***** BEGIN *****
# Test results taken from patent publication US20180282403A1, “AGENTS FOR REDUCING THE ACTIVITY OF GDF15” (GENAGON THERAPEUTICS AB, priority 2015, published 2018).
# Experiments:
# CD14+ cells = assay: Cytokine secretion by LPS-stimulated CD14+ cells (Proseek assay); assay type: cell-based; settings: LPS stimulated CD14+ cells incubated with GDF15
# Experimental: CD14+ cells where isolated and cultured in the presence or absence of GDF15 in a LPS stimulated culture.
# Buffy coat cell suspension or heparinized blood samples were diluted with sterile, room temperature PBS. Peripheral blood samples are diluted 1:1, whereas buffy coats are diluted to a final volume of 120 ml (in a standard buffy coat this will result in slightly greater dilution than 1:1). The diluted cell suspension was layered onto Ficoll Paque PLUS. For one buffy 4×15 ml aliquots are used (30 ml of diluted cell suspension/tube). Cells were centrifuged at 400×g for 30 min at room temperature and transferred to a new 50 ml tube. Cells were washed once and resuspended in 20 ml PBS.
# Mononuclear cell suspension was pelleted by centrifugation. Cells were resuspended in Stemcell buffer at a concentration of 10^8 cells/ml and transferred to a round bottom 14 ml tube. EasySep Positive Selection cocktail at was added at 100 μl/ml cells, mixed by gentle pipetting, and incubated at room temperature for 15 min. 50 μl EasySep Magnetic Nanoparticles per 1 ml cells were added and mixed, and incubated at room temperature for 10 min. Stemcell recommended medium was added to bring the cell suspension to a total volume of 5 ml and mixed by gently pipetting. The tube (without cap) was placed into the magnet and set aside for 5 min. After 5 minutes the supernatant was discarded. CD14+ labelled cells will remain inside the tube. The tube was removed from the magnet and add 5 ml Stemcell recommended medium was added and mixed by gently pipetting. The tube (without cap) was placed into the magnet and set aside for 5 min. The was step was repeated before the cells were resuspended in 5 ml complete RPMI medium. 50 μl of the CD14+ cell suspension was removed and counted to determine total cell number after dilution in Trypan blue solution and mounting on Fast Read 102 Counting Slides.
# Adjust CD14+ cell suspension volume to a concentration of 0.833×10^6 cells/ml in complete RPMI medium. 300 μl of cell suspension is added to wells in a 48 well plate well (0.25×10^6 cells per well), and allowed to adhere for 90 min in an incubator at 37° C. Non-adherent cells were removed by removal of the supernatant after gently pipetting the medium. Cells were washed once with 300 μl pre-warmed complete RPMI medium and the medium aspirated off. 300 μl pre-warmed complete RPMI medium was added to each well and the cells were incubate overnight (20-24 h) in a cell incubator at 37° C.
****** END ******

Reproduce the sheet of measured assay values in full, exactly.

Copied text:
# Test results taken from patent publication US20180282403A1, “AGENTS FOR REDUCING THE ACTIVITY OF GDF15” (GENAGON THERAPEUTICS AB, priority 2015, published 2018).
# Experiments:
# CD14+ cells = assay: Cytokine secretion by LPS-stimulated CD14+ cells (Proseek assay); assay type: cell-based; settings: LPS stimulated CD14+ cells incubated with GDF15
# Experimental: CD14+ cells where isolated and cultured in the presence or absence of GDF15 in a LPS stimulated culture.
# Buffy coat cell suspension or heparinized blood samples were diluted with sterile, room temperature PBS. Peripheral blood samples are diluted 1:1, whereas buffy coats are diluted to a final volume of 120 ml (in a standard buffy coat this will result in slightly greater dilution than 1:1). The diluted cell suspension was layered onto Ficoll Paque PLUS. For one buffy 4×15 ml aliquots are used (30 ml of diluted cell suspension/tube). Cells were centrifuged at 400×g for 30 min at room temperature and transferred to a new 50 ml tube. Cells were washed once and resuspended in 20 ml PBS.
# Mononuclear cell suspension was pelleted by centrifugation. Cells were resuspended in Stemcell buffer at a concentration of 10^8 cells/ml and transferred to a round bottom 14 ml tube. EasySep Positive Selection cocktail at was added at 100 μl/ml cells, mixed by gentle pipetting, and incubated at room temperature for 15 min. 50 μl EasySep Magnetic Nanoparticles per 1 ml cells were added and mixed, and incubated at room temperature for 10 min. Stemcell recommended medium was added to bring the cell suspension to a total volume of 5 ml and mixed by gently pipetting. The tube (without cap) was placed into the magnet and set aside for 5 min. After 5 minutes the supernatant was discarded. CD14+ labelled cells will remain inside the tube. The tube was removed from the magnet and add 5 ml Stemcell recommended medium was added and mixed by gently pipetting. The tube (without cap) was placed into the magnet and set aside for 5 min. The was step was repeated before the cells were resuspended in 5 ml complete RPMI medium. 50 μl of the CD14+ cell suspension was removed and counted to determine total cell number after dilution in Trypan blue solution and mounting on Fast Read 102 Counting Slides.
# Adjust CD14+ cell suspension volume to a concentration of 0.833×10^6 cells/ml in complete RPMI medium. 300 μl of cell suspension is added to wells in a 48 well plate well (0.25×10^6 cells per well), and allowed to adhere for 90 min in an incubator at 37° C. Non-adherent cells were removed by removal of the supernatant after gently pipetting the medium. Cells were washed once with 300 μl pre-warmed complete RPMI medium and the medium aspirated off. 300 μl pre-warmed complete RPMI medium was added to each well and the cells were incubate overnight (20-24 h) in a cell incubator at 37° C.